FSI opens Farnborough center

 - October 19, 2006, 11:24 AM

FlightSafety International (FSI) officially opened its new Farnborough Learning Center in the UK on September 14. The 92,000-sq-ft facility has already received its first 50 pilots and is equipped with five of the 14 simulators it will eventually house.

Built next to the TAG Aviation business aviation center at the London-area airport, the Farnborough center currently includes simulators for the Cessna Citation Bravo, the Gulfstream IV-SP, the Raytheon Beech 1900 and King Air 200, and  the Saab 340.

Between now and next June, the company will install a Citation CJ2 and an Excel, two Hawker 800XPs (one with Honeywell avionics and the other with Rockwell Collins’s Pro Line 21 suite) and a Hawker 400XP. Two as-yet-unspecified helicopter simulators will be added, along with two more jet trainers– almost certainly for the Citation Bravo and Mustang. The first Bravo simulator is already booked through year-end.

During the opening ceremony, Mark Paolucci, Cessna’s v-p for Citation sales, confirmed that the manufacturer has selected FlightSafety to provide initial training for new Mustang customers. FSI will provide the training through its Wichita Learning Center or at the new Farnborough facility for operators outside North America.

Rudy Toering, FlightSafety’s managing director for European sales, said that the European Business Aviation Association had been instrumental in supporting the business case for building the company’s second European learning center. The other facility is at Paris Le Bourget Airport, which now focuses on Dassault Falcons and regional airliners.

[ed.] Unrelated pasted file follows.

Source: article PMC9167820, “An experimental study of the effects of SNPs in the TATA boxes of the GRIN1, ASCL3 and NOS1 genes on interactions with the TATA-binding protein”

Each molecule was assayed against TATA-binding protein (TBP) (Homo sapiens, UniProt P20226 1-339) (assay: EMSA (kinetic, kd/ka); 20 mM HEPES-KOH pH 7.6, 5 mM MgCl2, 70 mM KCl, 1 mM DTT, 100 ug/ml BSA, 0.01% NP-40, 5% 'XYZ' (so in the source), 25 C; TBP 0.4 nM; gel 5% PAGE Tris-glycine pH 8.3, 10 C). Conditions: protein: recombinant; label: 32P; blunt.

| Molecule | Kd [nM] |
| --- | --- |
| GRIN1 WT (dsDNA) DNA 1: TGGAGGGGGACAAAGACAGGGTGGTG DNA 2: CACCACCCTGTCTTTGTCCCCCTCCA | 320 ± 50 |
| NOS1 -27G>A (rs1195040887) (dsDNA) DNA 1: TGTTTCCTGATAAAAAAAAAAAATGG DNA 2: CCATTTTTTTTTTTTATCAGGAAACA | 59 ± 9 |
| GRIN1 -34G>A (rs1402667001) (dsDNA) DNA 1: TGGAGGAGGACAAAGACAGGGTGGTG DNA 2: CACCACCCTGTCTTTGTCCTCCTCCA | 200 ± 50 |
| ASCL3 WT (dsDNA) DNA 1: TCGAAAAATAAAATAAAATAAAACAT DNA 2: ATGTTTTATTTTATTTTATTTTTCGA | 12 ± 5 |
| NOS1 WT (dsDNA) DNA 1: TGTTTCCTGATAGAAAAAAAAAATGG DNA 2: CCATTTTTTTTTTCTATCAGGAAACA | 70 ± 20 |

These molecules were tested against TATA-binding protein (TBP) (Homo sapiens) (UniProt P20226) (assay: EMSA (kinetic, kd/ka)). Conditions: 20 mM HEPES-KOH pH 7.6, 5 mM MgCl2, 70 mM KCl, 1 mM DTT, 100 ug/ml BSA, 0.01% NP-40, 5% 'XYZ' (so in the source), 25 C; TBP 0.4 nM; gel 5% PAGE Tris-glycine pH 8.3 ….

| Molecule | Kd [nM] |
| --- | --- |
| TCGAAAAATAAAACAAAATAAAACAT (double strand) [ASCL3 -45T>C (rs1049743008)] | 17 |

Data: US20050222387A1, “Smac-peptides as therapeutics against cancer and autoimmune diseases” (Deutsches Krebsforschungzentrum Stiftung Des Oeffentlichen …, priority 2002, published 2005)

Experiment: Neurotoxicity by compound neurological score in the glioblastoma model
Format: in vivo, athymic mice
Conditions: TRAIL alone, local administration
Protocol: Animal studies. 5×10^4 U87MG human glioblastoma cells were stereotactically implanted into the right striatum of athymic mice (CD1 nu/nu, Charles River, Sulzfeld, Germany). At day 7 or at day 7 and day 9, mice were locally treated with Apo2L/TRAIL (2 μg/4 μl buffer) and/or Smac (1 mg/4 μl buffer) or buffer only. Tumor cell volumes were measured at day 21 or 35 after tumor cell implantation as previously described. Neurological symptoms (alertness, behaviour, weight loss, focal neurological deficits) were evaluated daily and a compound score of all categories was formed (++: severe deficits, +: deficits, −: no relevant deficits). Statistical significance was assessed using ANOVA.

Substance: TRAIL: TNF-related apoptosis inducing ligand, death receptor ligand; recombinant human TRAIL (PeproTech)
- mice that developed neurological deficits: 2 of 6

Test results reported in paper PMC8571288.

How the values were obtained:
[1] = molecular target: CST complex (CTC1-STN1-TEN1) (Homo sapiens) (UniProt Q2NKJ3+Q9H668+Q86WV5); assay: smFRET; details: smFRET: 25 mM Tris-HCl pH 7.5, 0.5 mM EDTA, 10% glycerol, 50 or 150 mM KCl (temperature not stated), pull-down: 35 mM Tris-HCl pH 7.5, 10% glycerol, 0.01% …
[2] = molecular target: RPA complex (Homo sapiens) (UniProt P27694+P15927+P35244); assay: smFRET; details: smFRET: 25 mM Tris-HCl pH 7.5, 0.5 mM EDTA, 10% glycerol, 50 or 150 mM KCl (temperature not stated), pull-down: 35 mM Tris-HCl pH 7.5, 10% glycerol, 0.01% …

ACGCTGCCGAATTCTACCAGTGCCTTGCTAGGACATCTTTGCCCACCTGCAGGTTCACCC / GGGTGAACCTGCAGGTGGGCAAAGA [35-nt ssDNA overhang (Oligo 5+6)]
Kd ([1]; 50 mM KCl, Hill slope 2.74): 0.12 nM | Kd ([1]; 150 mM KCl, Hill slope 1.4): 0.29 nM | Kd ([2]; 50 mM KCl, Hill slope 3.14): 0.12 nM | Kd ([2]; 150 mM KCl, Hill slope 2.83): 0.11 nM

According to FlightSafety president Bruce Whitman, the Farnborough facility will eventually employ 150 people, including some 70 instructors by year-end. In addition to three simulator halls, it also offers 27 classrooms and more than 30 briefing rooms.

Both the Farnborough and Le Bourget centers are now attracting pilots from Africa, the Middle East and Asia. These operators face shorter journeys and less jet lag than they would if they went to the U.S. centers. Crucially, they also avoid the onerous visa requirements that are now in force for pilots entering the U.S. for flight training.

The Farnborough facility is a self-contained FSI center, incorporating the company’s three-tier learning concept. In addition to the full-flight simulators, it also uses its interactive FlightViz debriefing system whereby pilots and their instructors can rerun and review simulator experiences and practice operational procedures on a Matrix graphical flight deck simulator. The third element is the Matrix twin-screen desktop training system.